As more and more households and businesses and governments plan their switch to electric vehicles, considering the ripple effects is as important now as it was in the age of fossil-fueled vehicles:
The electric vehicle boom is driving a surge in demand for prized metals needed for batteries and other components. Some companies say the solution lies in mining the deep oceans, but scientists say that could irreversibly damage a vast, largely pristine ecosystem.
Nauru, lying about halfway across the vast expanse of the Pacific Ocean between Australia and Hawaii, is the world’s smallest island nation. But in the emerging industry of deep-sea mining, it punches far above its weight.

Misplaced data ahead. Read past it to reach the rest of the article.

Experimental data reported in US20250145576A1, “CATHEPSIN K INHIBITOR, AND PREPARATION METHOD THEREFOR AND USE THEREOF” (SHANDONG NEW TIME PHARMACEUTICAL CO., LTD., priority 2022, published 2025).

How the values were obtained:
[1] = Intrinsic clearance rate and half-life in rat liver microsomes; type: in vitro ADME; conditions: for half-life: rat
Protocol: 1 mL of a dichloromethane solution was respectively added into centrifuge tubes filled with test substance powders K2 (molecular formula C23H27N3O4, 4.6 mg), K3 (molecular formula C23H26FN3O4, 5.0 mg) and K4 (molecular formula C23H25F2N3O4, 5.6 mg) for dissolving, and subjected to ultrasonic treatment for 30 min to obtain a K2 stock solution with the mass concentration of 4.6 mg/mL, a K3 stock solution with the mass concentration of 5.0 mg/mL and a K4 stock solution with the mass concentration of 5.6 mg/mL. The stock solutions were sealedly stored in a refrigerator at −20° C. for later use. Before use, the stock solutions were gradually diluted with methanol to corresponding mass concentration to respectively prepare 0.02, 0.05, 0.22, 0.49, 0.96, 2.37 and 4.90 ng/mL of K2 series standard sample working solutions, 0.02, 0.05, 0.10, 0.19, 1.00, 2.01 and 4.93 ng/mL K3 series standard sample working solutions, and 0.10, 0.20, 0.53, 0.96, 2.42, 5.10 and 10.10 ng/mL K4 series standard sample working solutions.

This June, Nauru gave notice to the International Seabed Authority (ISA), the UN agency charged with regulating mining in international waters, that it was triggering the so-called two-year rule: The agency will have to consider any application for a deep-sea mining license two years from now, under whatever regulations are on the books at the time. This effectively forces the ISA’s hand to finalize a regulatory mining code before that deadline. With this latest development, a once-fanciful idea may soon become a global industry. Continue reading